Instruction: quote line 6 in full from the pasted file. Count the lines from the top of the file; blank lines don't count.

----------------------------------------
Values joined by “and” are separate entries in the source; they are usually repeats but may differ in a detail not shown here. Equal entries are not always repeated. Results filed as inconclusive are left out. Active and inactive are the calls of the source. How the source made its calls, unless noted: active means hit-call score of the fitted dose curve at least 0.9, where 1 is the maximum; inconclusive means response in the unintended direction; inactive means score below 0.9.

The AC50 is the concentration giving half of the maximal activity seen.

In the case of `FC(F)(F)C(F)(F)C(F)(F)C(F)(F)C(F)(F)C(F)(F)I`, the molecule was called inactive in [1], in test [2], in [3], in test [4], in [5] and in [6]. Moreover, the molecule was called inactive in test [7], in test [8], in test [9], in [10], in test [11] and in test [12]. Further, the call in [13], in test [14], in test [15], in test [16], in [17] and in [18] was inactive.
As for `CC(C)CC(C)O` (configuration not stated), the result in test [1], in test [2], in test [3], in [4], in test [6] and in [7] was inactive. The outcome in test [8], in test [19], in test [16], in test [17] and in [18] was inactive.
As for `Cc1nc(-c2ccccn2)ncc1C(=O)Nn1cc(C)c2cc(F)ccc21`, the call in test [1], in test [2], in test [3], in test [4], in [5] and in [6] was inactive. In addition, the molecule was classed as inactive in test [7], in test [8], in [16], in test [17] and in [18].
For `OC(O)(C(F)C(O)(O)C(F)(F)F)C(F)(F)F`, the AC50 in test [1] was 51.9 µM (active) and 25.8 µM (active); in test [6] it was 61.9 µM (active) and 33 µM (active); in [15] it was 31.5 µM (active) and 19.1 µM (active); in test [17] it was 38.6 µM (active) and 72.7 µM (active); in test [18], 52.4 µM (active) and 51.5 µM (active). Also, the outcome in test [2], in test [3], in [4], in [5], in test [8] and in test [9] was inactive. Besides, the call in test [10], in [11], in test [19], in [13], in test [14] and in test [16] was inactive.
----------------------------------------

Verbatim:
For `OC(O)(C(F)C(O)(O)C(F)(F)F)C(F)(F)F`, the AC50 in test [1] was 51.9 µM (active) and 25.8 µM (active); in test [6] it was 61.9 µM (active) and 33 µM (active); in [15] it was 31.5 µM (active) and 19.1 µM (active); in test [17] it was 38.6 µM (active) and 72.7 µM (active); in test [18], 52.4 µM (active) and 51.5 µM (active). Also, the outcome in test [2], in test [3], in [4], in [5], in test [8] and in test [9] was inactive. Besides, the call in test [10], in [11], in test [19], in [13], in test [14] and in test [16] was inactive.